But few patients know about financial incentives physicians receive
By Robert Preidt
TUESDAY, March 21, 2017 (HealthDay News) -- Many American doctors receive payments from drug companies, but few patients know about those financial ties, a new study finds.
Researchers surveyed 3,500 adult patients and then checked on their doctors in Open Payments, a government website that reports drug and medical device company payments to physicians.
The study found that within the previous year, 65 percent of patients visited doctors who got payments or gifts from drug or medical device companies, but only 5 percent of the patients were aware of those doctor-industry links.
Patients who visited certain types of specialists were even more likely to have seen a doctor who had been paid. For example, the rates were 85 percent among patients who saw an orthopedic surgeon and 77 percent among patients who saw an obstetrician or gynecologist.
The study was published recently in the Journal of General Internal Medicine.
"These findings tell us that if you thought that your doctor was not receiving any money from industry, you're most likely mistaken," said study author Genevieve Pham-Kanter, an assistant professor in Drexel University's Dornsife School of Public Health in Philadelphia.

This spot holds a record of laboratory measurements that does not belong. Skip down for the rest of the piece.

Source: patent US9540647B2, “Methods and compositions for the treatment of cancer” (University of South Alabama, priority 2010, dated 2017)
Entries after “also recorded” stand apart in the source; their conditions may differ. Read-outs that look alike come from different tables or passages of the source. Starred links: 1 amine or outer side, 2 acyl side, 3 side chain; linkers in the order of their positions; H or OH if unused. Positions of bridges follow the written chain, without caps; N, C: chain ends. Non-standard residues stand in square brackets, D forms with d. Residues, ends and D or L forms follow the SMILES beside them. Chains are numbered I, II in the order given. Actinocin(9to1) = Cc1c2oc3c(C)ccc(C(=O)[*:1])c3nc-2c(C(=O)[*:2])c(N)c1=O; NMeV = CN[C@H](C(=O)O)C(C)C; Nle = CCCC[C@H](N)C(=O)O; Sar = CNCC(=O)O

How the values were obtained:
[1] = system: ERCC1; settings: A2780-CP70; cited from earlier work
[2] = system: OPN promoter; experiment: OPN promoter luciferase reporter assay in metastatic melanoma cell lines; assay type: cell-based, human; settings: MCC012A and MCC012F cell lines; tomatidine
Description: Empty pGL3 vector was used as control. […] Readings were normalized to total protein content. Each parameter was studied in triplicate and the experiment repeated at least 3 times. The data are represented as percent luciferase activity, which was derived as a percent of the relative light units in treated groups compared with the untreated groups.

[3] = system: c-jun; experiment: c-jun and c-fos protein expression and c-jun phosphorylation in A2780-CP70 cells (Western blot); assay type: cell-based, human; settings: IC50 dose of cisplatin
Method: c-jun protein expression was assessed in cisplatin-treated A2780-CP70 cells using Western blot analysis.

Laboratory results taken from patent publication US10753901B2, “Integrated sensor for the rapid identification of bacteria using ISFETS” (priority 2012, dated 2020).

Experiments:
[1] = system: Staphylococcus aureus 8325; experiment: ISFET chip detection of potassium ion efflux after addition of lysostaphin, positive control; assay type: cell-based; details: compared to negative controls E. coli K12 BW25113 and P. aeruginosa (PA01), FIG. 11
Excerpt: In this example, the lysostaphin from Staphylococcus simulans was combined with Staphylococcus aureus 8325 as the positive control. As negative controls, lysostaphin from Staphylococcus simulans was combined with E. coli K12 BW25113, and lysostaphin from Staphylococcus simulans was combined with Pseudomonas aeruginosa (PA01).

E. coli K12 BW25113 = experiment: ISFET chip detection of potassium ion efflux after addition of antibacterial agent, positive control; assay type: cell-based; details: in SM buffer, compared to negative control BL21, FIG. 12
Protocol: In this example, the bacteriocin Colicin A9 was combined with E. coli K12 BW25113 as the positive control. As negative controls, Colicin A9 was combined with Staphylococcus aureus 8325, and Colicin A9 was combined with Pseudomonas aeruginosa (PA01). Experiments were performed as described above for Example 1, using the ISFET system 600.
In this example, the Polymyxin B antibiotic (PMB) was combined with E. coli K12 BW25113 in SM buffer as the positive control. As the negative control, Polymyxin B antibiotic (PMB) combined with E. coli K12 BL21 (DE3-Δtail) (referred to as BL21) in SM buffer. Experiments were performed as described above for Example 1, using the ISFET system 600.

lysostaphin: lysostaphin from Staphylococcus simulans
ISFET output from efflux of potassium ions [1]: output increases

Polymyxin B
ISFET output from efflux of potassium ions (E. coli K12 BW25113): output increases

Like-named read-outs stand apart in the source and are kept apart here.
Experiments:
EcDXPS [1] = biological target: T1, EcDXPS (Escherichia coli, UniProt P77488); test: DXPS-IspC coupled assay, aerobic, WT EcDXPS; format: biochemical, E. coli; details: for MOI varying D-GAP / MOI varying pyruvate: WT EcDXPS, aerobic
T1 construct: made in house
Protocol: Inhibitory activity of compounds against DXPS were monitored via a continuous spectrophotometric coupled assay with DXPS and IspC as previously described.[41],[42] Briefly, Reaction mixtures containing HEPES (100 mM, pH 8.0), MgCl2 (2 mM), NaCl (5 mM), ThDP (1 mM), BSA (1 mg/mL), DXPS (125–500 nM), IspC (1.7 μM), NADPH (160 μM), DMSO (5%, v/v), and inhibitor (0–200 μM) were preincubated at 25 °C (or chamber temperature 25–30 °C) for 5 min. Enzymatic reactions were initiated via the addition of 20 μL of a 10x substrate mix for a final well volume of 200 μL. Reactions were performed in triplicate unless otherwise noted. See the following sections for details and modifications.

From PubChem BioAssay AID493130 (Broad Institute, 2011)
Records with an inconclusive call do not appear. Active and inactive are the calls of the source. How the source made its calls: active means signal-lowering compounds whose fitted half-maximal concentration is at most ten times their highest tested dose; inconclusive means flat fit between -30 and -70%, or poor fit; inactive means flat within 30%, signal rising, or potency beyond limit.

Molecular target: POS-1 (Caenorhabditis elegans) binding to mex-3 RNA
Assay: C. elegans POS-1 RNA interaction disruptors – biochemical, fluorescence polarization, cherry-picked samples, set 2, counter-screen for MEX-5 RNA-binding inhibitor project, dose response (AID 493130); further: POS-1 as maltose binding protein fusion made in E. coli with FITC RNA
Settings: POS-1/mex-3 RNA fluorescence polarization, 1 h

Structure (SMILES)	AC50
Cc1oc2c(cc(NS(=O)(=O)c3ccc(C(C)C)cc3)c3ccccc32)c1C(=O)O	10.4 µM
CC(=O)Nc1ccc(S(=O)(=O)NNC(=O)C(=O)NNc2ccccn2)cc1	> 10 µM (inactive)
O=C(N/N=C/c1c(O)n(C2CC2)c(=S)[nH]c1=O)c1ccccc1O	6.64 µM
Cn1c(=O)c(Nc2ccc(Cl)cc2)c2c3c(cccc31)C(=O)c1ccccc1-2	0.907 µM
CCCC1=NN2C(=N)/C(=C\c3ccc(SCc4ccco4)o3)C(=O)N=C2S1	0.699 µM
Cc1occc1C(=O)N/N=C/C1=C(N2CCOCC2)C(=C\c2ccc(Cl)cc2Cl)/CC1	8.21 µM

"Patients should be aware of the incentives that their physicians face that may lead them to not always act in their patients' best interest. And the more informed patients are about their providers and options for care, the better decisions they can make," she said in a news release from Drexel.
Study co-author Michelle Mello said, "Drug companies have long known that even small gifts to physicians can be influential, and research validates the notion that they tend to induce feelings of reciprocity." Mello is a professor of law and health research and policy at Stanford University in Stanford, Calif.
The Open Payments data showed that the average amount received in drug and medical device company payments and gifts by doctors was $193. But when the researchers focused only on the doctors visited by patients in the survey, the median payment amount over the last year was $510, more than 2.5 times the national average.
"We may be lulled into thinking this isn't a big deal because the average payment amount across all doctors is low," Pham-Kanter said. "But that obscures the fact that most people are seeing doctors who receive the largest payments."
The American Academy of Family Physicians offers advice on choosing a family doctor.
SOURCE: Drexel University, news release, March 6, 2017
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